I knew going into Firewatch that it was going to ultimately fail or succeed by way of its voice acting. This freshman effort from Canadian studio Campo Santo spends much of its run-time focusing on the dialogue between protagonist Henry and a lady on the other end of a walkie-talkie named Delilah. Having taken a job as a fire lookout in the Wyoming wilderness for the entirety of the summer, Henry is effectively isolated from all other human beings, his only real contact being with Delilah, who is the lookout in the next tower over.
Straight away I’d like to say that the dialogue between Henry and Delilah is both written and delivered brilliantly and is some of the best voice acting I've ever heard in a game. It constantly feels organic, mirroring the obvious virtues and flaws of the two characters. Henry is inexperienced and running from his unlucky past, while Delilah is able to keep her proverbial cards close to her chest owing to her considerable seniority. I was particularly struck by the fact that the pair are in their late 30s and early 40s. These aren’t your typical teenaged/young adult video game protagonists, out there to tear the forest a new one and get stuck into the action, they are both flawed, ageing, lonely people of the kind who take a job that ensures nobody will bother them for a whole summer. This was reflected very well in the dialogue between the two, which comes and goes with perfect timing, enabling the plot to unfold naturally whilst still allowing you to explore to your heart’s content.
Speaking of exploration, Firewatch takes place in a truly gorgeous slice of rural Canada, beautifully rendered in a colourful, cartoony style. The sunrise, silhouetting the smoke in the distant, burning woodland is a site which will stick with me for quite some time. The forest itself feels both comforting and eerie, constantly reminding me of the odd duality which causes us to both need and fear the wilderness. The game is always walking the line between chilled-out first-person wandering and the tense, pacey thriller which unfolds through the plot, often also bordering on the horror genre. The sense of never really knowing what’s just out of your line of site is ever-present, aided greatly by some absolutely masterpiece sound design and a gorgeous, reverb-driven score from composer Chris Remo who you may know from his fantastic work on ‘Gone Home’, itself a similarly tense game in an often claustrophobic environment. His droning guitar riffs come and go at just the right moments, never once becoming overbearing, but always adding to the tension.
But the truth is that all of this beauty and awe plays second fiddle to the plot, which is the focal point of Firewatch. I can’t imagine this being a good experience for younger gamers. The subject matter (loss of a loved one, the loneliness that comes with age, alienation when faced with youth) are all things that are clearly meant to connect with a more mature audience. To say much more would be to ruin the game for you, but I can assure you that for the first two acts of Firewatch, the plot is one of the most gripping I’ve ever experienced. The slow build up, combined with the constant foreshadowing plays like a ‘how to’ of storytelling. Should you trust your suspicions or trust Delilah’s considerable expertise or are neither of you really understanding what’s going on here? These are all questions that you’ll be asking yourself throughout the first two acts and most of act three.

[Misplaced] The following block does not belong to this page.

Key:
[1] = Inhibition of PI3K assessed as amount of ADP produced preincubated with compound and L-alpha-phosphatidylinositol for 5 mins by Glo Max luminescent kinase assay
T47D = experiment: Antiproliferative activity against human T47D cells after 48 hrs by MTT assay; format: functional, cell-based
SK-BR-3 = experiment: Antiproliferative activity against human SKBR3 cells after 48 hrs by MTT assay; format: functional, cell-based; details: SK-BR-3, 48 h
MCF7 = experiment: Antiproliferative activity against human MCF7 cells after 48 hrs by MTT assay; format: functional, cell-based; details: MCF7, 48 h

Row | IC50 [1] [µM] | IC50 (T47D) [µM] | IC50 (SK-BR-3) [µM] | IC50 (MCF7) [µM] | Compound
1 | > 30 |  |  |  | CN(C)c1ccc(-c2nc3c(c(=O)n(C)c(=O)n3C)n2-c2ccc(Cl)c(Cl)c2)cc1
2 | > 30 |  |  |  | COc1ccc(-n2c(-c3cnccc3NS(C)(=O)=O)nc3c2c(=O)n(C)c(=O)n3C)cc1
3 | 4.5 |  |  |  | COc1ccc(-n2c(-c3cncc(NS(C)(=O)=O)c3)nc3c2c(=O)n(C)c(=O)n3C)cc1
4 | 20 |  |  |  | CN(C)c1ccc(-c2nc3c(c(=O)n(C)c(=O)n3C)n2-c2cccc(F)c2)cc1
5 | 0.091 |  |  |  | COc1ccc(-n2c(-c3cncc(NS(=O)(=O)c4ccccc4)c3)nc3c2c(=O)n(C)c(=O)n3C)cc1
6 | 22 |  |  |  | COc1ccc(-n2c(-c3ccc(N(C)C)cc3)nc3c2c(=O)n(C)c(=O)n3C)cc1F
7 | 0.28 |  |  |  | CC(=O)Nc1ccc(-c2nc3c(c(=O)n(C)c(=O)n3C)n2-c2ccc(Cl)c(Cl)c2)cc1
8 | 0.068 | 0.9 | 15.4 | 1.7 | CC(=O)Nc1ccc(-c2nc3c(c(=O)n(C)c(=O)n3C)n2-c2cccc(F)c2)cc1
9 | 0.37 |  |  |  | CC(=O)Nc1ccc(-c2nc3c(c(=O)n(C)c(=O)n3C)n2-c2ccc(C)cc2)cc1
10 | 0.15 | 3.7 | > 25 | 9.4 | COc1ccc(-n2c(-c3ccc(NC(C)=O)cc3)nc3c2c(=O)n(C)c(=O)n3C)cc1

Unfortunately, the game really comes apart at the very end. I’ve seen many Steam reviews complaining that the ending was a disappointment and that all of the promise built up during the mid-game was simply discarded. However, I’d have to disagree. I felt the ending was a great, if not bitter-sweet finale. But it was undoubtedly rushed. Characters that ought to have made a visual appearance conveniently left before the game really had a chance to explore them properly and then Firewatch just kind of fizzles out. This is really evidenced by the running time, which is about 4 hours (and I’m being generous there.) Given that the asking price is £15/$20, it’s hard to recommend Firewatch to anyone other than those who truly love a well told story. While I’m really glad I played it and I'm totally torn up about having to give this review a bad ending, I can’t help but feel that there are much better value-for-money games out there right now. Playing Firewatch is like being served the tastiest food in the World and then only being allowed to have a few bites of it before having your plate yanked away and being told to leave the restaurant.